So now his hours are on Monday and Wednesday only so that he can continue with the guitar classes and begin the dance classes. I told him to stick it out until December and then we would talk again. He whined and moaned about that, but I think he’s going to try.

In the short time that he’s been working there, he has already made an impression on the local clientele. A teenage girl, maybe 16 or 17, stopped to pick up some supplies, clearly expecting to be waited on by someone else. When my son asked her what she needed, she sputtered and choked. He asked her again, and she mumbled and blushed. The third attempt allowed her to spit out her paper needs and my son packed them up in a bag. She then circled the block 3 times casting furtive, longing looks his way. He asked me why she acted like that when he had done nothing to provoke the response. I told him that teenage girls all go a bit crazy and act like that and he should just be kind when they are rendered speechless in his presence. I also told him he should be thankful that she didn’t run into a light pole. (See Knockout)

I expect as word gets out, business will be booming Mondays and Wednesdays between 4:30 and 7:30. Don’t you?

working boy


Filed under Employment, Parenting Challenges and Cultural Norms

Claudia’s San Pancho Marine Turtle Adventure–Earning theTeam Turtle Tattoo


That afternoon I returned to the group in San Pancho to try my luck with the turtles. Frank greeted me and said we missed out when I was in Nuevo Vallarta because mom turtles had appeared, but I was given the 11:00 pm shift for another guard shift and try my luck. Once I was given the time I went back to find that Sally and Season were ready to go ahead and waiting for us on the beach. There had been some poachers and they needed to protect the turtles as they arrived. I joined the guard with Frank, Ruby, and Katherine, who were girls 16 or 15 years old I guess. They were very friendly too.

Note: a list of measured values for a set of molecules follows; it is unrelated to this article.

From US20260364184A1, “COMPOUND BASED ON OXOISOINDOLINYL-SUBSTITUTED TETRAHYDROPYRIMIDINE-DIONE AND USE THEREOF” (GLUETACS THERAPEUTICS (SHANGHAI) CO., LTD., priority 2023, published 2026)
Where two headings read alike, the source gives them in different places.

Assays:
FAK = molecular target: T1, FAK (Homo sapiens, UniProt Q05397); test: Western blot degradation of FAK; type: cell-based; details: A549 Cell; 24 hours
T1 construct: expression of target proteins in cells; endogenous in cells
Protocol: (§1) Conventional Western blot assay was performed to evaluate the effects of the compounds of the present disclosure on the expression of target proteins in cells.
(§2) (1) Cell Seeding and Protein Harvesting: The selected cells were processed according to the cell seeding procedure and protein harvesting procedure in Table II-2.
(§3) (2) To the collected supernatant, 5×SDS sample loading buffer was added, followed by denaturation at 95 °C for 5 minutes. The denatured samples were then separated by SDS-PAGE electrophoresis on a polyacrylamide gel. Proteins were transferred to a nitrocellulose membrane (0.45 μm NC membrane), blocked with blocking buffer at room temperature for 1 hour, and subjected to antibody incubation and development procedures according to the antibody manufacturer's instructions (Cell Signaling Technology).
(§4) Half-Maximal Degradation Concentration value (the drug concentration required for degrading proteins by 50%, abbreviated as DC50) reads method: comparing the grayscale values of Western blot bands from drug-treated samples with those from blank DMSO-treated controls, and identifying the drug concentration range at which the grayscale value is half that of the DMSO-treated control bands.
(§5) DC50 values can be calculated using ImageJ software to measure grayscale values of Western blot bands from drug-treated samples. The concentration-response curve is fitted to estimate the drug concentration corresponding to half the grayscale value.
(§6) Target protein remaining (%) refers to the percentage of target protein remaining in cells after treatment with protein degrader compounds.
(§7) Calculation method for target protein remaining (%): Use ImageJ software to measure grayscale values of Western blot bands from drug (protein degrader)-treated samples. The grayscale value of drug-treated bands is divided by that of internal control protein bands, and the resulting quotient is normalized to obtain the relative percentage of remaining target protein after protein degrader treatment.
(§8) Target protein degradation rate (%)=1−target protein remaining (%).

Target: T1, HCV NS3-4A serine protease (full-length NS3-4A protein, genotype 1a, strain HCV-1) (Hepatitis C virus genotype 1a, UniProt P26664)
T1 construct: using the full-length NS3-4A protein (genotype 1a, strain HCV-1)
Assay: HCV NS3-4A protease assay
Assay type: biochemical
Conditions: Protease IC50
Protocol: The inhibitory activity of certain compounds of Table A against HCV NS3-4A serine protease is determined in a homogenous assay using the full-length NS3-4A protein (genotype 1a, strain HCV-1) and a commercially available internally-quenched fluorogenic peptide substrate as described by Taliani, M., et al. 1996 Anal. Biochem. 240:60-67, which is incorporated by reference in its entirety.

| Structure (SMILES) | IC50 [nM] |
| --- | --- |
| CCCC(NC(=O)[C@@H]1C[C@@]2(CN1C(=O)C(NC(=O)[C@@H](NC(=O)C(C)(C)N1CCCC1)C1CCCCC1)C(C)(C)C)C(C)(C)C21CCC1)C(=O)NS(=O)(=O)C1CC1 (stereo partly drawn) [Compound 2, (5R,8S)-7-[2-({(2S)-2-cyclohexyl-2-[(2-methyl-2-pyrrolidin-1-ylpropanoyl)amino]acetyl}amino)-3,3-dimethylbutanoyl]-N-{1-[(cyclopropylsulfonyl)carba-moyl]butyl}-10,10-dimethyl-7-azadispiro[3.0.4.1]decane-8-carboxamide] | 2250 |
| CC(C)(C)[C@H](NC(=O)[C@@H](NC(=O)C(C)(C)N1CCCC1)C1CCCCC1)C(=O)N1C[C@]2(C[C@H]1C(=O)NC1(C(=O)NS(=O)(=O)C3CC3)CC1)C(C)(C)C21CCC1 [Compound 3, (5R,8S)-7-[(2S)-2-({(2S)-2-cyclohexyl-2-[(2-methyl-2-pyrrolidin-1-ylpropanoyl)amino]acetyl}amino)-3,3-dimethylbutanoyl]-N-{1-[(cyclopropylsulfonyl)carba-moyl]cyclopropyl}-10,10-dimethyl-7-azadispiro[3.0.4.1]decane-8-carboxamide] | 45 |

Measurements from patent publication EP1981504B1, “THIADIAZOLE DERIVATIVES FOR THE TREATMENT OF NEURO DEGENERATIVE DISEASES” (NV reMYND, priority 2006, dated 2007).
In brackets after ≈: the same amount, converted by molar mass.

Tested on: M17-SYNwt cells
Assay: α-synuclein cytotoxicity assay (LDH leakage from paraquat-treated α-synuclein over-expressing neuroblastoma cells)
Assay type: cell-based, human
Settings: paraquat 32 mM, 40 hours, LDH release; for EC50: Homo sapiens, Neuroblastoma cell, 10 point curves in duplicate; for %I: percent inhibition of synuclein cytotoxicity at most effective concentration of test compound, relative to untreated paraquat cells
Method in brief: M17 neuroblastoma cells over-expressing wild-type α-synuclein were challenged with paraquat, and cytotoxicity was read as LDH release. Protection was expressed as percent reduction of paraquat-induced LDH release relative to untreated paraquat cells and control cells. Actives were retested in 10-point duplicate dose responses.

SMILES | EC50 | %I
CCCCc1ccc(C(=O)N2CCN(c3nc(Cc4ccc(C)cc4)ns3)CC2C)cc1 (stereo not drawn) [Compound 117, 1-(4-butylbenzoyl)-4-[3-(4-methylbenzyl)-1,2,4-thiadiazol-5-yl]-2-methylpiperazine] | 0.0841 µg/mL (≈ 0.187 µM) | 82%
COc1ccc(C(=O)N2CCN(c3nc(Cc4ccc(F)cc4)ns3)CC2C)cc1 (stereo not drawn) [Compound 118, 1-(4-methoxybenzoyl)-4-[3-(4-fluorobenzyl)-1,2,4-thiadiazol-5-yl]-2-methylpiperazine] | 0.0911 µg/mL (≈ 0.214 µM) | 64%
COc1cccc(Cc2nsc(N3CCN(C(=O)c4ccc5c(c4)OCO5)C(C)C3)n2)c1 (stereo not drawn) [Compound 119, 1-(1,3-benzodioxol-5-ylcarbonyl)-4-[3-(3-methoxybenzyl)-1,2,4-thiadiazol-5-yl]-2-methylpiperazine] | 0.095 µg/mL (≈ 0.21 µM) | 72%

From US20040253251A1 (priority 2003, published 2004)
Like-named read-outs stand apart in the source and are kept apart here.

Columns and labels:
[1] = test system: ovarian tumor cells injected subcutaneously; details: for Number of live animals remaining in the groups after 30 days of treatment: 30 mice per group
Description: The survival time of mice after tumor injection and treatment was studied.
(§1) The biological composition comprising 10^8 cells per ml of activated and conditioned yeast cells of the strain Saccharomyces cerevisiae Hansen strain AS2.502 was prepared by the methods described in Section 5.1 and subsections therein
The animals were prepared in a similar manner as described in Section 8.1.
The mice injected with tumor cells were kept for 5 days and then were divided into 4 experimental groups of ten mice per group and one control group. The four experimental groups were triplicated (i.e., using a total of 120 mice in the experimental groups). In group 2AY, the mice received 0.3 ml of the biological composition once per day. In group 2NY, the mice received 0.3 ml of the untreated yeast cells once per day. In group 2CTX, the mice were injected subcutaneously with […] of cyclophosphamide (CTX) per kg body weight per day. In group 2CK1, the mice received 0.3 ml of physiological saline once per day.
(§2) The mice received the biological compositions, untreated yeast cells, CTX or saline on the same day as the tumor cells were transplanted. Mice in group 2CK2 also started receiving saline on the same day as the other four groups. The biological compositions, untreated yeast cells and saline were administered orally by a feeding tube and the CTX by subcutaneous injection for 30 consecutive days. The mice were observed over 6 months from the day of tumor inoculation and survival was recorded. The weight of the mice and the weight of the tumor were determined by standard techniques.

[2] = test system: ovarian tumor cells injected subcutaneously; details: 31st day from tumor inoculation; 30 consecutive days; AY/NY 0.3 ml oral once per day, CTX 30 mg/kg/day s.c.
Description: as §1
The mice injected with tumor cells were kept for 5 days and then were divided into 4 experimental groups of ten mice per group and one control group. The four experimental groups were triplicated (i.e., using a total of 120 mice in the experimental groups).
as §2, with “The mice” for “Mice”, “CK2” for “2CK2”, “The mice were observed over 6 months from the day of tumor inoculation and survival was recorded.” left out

I was in luck because another basket of baby turtles was ready to be released. We took them with us and left quickly when the other team arrived. We went all the way around the beach before finding the first nest. Sally and Season were already guarding that nest. Frank told me to get ready to release the baby turtles with Season.


She was wearing a swimsuit and carried a lamp to guide the babies to the sea. We stood a few meters away from the water so that the baby turtles could come to the water by themselves. All of them ran their race to reach the sea. It was heartwarming to see how some reached the sea quickly and how with others, it seemed that the sea was playing with them. Two of the hatchlings were left behind. We returned to collect them because they were already tired and had to take a little break before retrying to reach the sea. Later Frank let them run again and so that they finally entered the sea.

I got back in the Buggie to give it another go and saw what I most wanted, a mother turtle was just beginning to dig the hole in the sand to lay her eggs. Katherine and Ruby stayed to care for her while Frank and I went back to finish the lap around the beach. Finally, I got off with Sally and Season. I could see how the turtle wanted to lay her eggs. She really was making an effort. When she finished with the egg laying she began to fill the nest with sand with her fins. They seemed like small hands with webbed fingers. After she filled the hole, she walked over the sand and repeated the process until it was completely covered.